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New York Meteorologists Improve How We Predict Snowfall

Lake Effect Snow Research truck with radar

As a blizzards continue to freeze New York’s infrastructure into 2014, researchers from SUNY Oswego and the University at Albany have taken to the shores of Lake Ontario to peer into the innards of the storm to better predict more precisely where snow will fall, and how fast. The effort lays a solid foundation for Governor Cuomo’s proposal to establish a state-of-the-art weather detection system across New York State.

The work, part of a project called OWLeS (Ontario Winter Lake-effect Systems), is critical to advancing the understanding of lake-effect snow (and snowfall in general) so that the public can be more informed, leading to the avoidance of life-threatening stranding like that of which happened in the Southeast United States in February 2014 and Western New York in 2010.

“Lake-effect snow is an ideal laboratory to study what we call boundary layer processes,” says Scott Steiger, associate professor of meteorology at Oswego. His team participates in OWLeS under a $320,000 grant from the National Science Foundation (NSF) — one of three grants, totaling $4 million, that NSF gave to the overall project.

Steiger explains how the phenomena occurs:

The boundary layer is the band of atmosphere affected by the ground or water below. A lake- effect storm is fairly small, and it usually sits in one spot for hours, making it easier to study than phenomena such as tornadoes.

University at Albany Map Room

University at Albany Map Room (click to enlarge)

Tools for sampling include a trailer loaded with instruments, from the University of Alabama-Huntsville, Doppler-on-Wheels (DOW) radar devices from the Center for Severe Weather Research in Boulder, Colo. and, courtesy of the University of Wyoming, a specially-instrumented aircraft called the King Air. The cover image is of a vehicle utilized for the OWLeS project by the University of Utah and was not used for the New York project.

OWLeS was first conceived, if not hatched, ten years ago, when a meteorologist at Hobart and William Smith College invited scientists from nearby campuses to discuss a potential project focused on lake-effect snow. As more schools joined, the initiative became hard to organize and lost its momentum, Steiger says. But then, SUNY Oswego used an $89,000 NSF grant to sample seven lake-effect snowstorms in 2011-12, using one DOW. That paved the way for a fresh collaboration.

One goal of OWLeS is to better understand the influence of topography. That’s a major focus for Justin Minder, assistant professor of atmospheric and environmental science at the University at Albany, whose team deployed four Micro Rain Radar systems, starting at the lake and running onto the Tug Hill Plateau. The radars point straight up, capturing changes in the clouds’ vertical structures as the storm crosses different terrain.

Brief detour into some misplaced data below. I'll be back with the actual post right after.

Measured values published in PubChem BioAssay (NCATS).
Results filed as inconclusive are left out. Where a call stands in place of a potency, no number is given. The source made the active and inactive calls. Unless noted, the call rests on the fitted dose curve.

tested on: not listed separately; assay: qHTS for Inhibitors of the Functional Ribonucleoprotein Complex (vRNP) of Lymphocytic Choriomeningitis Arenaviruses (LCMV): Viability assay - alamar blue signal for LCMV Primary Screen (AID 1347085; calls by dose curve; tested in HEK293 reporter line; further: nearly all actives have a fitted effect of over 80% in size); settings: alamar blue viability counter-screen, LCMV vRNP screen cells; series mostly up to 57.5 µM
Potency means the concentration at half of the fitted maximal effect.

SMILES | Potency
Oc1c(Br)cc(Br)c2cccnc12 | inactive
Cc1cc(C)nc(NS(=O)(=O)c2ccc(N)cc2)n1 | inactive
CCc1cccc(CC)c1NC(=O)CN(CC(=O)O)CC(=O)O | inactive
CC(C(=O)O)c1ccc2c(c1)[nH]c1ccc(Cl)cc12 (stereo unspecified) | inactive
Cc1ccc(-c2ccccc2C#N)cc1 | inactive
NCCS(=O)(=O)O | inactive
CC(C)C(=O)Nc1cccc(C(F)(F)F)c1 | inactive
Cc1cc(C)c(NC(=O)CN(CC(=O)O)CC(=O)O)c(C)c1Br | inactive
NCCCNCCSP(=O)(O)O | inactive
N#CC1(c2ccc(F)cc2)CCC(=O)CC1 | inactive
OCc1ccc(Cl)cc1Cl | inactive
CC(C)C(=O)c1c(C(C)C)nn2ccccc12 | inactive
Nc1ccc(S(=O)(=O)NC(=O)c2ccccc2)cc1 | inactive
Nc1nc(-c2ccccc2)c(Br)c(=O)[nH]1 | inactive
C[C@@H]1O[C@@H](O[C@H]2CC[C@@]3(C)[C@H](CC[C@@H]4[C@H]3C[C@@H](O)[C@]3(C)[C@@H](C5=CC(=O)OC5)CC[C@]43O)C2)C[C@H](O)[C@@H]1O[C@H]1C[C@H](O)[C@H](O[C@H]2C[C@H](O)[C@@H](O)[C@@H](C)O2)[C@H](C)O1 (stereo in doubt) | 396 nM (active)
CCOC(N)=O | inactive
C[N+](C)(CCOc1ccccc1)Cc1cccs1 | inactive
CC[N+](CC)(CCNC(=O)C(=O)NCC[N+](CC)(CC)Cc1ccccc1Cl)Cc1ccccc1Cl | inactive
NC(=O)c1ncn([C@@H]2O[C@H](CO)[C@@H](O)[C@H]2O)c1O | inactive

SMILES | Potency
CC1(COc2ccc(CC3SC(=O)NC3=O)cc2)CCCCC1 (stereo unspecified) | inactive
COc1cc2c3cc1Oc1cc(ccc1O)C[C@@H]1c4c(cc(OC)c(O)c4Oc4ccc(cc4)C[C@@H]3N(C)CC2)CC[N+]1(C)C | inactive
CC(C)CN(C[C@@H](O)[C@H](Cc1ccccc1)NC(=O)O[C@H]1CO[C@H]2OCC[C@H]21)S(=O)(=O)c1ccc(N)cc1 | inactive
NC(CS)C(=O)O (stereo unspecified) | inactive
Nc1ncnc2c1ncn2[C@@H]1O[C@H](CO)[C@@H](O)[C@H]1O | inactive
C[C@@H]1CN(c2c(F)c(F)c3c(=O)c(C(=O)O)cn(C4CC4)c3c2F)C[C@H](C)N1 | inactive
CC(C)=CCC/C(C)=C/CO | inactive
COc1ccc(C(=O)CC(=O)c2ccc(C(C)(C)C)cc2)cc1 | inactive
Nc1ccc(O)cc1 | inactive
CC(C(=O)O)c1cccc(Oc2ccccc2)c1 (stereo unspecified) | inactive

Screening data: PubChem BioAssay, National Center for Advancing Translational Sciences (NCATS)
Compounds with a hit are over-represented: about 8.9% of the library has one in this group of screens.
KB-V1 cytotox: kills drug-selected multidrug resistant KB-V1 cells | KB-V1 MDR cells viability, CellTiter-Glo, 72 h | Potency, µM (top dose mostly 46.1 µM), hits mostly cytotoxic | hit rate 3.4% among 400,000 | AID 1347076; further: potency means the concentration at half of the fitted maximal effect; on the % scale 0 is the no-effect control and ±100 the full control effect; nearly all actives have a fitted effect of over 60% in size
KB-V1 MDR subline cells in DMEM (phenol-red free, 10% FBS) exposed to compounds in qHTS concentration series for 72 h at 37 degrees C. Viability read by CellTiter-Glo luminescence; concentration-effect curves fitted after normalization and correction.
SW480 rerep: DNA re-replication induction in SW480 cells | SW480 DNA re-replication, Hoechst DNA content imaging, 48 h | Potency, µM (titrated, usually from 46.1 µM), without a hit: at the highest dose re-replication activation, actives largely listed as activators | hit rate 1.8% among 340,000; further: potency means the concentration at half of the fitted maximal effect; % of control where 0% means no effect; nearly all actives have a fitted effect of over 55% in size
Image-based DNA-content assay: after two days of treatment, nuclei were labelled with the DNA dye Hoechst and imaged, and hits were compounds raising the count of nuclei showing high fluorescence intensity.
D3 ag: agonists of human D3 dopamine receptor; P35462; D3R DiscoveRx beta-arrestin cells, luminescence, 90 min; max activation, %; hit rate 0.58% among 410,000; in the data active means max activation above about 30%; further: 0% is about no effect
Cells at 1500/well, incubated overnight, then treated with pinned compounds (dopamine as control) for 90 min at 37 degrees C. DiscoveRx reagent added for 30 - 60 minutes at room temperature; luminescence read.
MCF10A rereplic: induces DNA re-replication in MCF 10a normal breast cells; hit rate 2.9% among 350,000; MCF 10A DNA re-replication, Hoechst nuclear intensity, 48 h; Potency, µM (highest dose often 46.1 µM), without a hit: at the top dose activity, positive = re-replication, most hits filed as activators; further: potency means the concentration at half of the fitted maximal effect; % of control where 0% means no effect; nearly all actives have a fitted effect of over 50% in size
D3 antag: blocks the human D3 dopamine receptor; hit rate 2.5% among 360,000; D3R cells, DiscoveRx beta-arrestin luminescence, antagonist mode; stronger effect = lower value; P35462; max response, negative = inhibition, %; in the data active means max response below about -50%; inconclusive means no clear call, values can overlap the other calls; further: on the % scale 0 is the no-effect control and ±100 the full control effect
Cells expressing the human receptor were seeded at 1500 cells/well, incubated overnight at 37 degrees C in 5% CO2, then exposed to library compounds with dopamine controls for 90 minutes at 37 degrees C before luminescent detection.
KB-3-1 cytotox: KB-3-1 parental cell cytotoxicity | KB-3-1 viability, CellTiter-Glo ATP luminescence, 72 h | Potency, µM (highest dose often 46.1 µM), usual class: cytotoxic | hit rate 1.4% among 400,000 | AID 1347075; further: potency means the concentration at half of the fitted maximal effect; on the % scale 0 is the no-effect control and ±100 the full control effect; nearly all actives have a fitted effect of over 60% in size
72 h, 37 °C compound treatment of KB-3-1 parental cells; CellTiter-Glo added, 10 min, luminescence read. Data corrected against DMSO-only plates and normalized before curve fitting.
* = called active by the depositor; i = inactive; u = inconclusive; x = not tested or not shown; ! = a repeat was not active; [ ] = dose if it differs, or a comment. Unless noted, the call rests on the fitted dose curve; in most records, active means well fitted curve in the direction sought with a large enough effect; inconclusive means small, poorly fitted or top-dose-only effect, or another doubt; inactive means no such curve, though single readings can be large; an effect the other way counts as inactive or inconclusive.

“We often don’t capture very well how topography affects precipitation, because we usually don’t have enough observations on the ground, or high enough resolutions from our computer models,” Minder says.

Understanding those effects could help meteorologists better predict which communities should gird for two feet of snow and which can expect just a few inches. Minder participates in OWLeS with support from a $4,000 seed grant from the University at Albany’s Faculty Research Award Program.

Other equipment used in OWLeS helps researchers distinguish snowflakes in the clouds from small ice pellets, Steiger says. “By doing that, we can better estimate how quickly the snow or ice is going to pile up on the ground.” That’s useful information, for example, when dispatchers are sending out snowplows.

One unusual aspect of OWLeS is the number of undergraduate researchers involved, including 18 from SUNY Oswego, 25 from Millersville University in Pennsylvania and even a few from Brazil, says Steiger.

Jake Mulholland, a senior meteorology major at SUNY Oswego, works on a student team that forecasts the weather each day, to tell field researchers whether a snowstorm is brewing.

“It’s been a humbling experience,” he says. Computer models for forecasting have improved in recent years, but even with the equipment and software in SUNY Oswego’s Richard S. Shineman Center and a commanding view across Lake Ontario, the forecasts still sometimes miss the mark.  That’s one of the things that makes OWLeS so compelling. “Before you can forecast storms, you have to understand their inner workings.”

The Research Foundation

Written by The Research Foundation

The Research Foundation works with the academic and business leadership of campuses to support research and discovery at SUNY through the administration of sponsored projects and adept transfer and sharing of intellectual property for public benefit and economic growth.

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